For awhile, the best Buick you could buy was a Lexus ES. Lexus was able to take the formula that Buick had worked so hard on proving a smooth and comfortable car and just do it better. But Buick is back on the upswing. The recently refreshed LaCrosse shows that Buick is back and wanting to challenge the ES on territory it once held. So which is the better model; the LaCrosse or the ES? I spent some time in the 2014 ES 350 to try answer this.
The ES 350’s exterior looks awkward as it seems Lexus was trying to make the ES look somewhat sportier, while retaining some of the handsomeness of previous models. The front has the spindle grille with flat bars running across and a set of headlights with LEDs running along the outer edges. Around back, Lexus designers gave it upright and flat look with a new trunk lid. While the ES now has some style, it comes at the cost of looking like a bloated GS.
Thankfully the interior avoids the awkwardness. Again, there is a bit of GS influence for the ES’ interior, but Lexus made sure to make ES a bit more inviting. That means cream leather for the seats and bamboo trim along the dash and door panels. The dashboard itself is similar to the GS with a flat face and simple layout of controls. Space-wise, the ES 350 is very impressive. Back seat passengers will find plenty of legroom and headroom. Trunk space measures out to 15.2 cubic feet, slightly larger than the Buick LaCrosse’s 13.3 cubic feet trunk.
Lexus’ Enform infotainment system came equipped on my tester which features a new interface which makes it easier to navigate around. However, the remote touch controller is still makes controlling the system tough since you have to move it and press down on it carefully on the function you want. One wrong move and you’ll end up in a function that you didn’t want.
Power comes from a 3.5L V6 with 268 horsepower and 248 pound-feet of torque. This is paired up to a six-speed automatic. The 3.5L V6 is a perfect match for the ES as it provides smooth acceleration throughout and NVH levels that rival Buick’s LaCrosse. The six-speed automatic provided silky smooth shifts and didn’t show any signs of confusion. Fuel economy is rated at 21 City/31 Highway/24 Combined. My average landed around 23 MPG.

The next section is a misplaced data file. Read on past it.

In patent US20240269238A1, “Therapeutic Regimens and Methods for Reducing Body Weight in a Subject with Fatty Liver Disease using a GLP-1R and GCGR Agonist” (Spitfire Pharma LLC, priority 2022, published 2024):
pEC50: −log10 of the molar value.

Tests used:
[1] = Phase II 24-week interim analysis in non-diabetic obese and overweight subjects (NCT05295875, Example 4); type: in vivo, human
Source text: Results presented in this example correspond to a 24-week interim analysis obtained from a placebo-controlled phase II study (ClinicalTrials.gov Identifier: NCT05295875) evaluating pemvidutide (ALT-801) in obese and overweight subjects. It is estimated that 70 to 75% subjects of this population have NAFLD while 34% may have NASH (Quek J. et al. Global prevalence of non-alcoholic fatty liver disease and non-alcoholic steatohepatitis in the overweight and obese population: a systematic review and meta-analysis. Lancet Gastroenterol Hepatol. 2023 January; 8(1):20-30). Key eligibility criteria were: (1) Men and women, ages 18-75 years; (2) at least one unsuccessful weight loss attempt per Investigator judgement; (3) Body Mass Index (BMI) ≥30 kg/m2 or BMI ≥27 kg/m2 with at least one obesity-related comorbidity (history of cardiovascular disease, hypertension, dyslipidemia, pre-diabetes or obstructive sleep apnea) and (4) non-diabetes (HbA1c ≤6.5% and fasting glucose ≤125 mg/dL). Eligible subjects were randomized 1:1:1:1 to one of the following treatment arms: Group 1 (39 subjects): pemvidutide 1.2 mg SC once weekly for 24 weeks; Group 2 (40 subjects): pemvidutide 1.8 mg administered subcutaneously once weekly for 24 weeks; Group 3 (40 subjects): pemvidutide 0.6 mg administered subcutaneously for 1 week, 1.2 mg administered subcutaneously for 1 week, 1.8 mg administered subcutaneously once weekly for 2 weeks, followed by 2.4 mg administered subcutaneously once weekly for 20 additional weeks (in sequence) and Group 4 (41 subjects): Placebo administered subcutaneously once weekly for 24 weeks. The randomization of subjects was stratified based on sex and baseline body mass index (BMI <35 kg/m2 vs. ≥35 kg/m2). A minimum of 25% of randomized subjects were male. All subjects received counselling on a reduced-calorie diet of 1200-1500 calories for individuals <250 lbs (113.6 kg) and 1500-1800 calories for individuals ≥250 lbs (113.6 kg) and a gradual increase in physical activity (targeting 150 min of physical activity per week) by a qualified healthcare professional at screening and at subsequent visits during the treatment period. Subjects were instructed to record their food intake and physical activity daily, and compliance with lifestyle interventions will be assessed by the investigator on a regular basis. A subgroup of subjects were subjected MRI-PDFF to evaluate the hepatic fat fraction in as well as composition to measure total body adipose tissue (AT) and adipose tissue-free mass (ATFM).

On the ride and handling front, the ES 350 provides a seemingly smooth ride. The suspension makes sure potholes and road imperfections are smoothed out and don’t make their way into the cabin. One downside is the amount of road noise that come into the cabin. I put the blame on the Bridgestone tires that the ES came equipped with. Out on the curves, the ES 350 does show some sign of body roll if you push it. Keep in mind the ES 350 is meant to be a cruiser, not a curve bruiser.
After a week with the Lexus ES 350, I think it does certain things better than the LaCrosse and vice versa. The ES 350 has a much more potent engine, better NVH levels in the engine, and a larger trunk than the LaCrosse. However, the LaCrosse is a bit more quieter, features a better infotainment control system, and looks much nicer than the ES 350.
So which is better car? While the Lexus ES 350 is a nice improvement over previous models, the Buick LaCrosse is the better car.
Disclaimer: Lexus Provided the ES 350, Insurance, and One Tank of Gas
Engine: 3.5L DOHC 24-valve VVT-i V6
Driveline: Six-Speed Automatic, Front-Wheel Drive
Horsepower @ RPM: 268 @ 6,200
Torque @ RPM: 248 @ 4,700
Fuel Economy: City/Highway/Combined - 21/31/24
Curb Weight: 3,549 lbs
Location of Manufacture: Miyawaka, Fukuoka, Japan
Base Price: $36,470
As Tested Price: $43,105 (Includes $910.00 Destination Charge)
Hard Disk Drive Navigation with Lexus Inform: $2,625
Luxury Package: $1,370
High Intensity Discharge (HID) Headlights: $565.00
Intuitive Parking Assist: $500.00
Bamboo & Leather Trimmed Shift Knob and Heated Wood & Leather Trimmed Steering Wheel: $300.00
Power Rear Sunshade: $210.00
Rain Sensing Wipers with Deicer: $155.00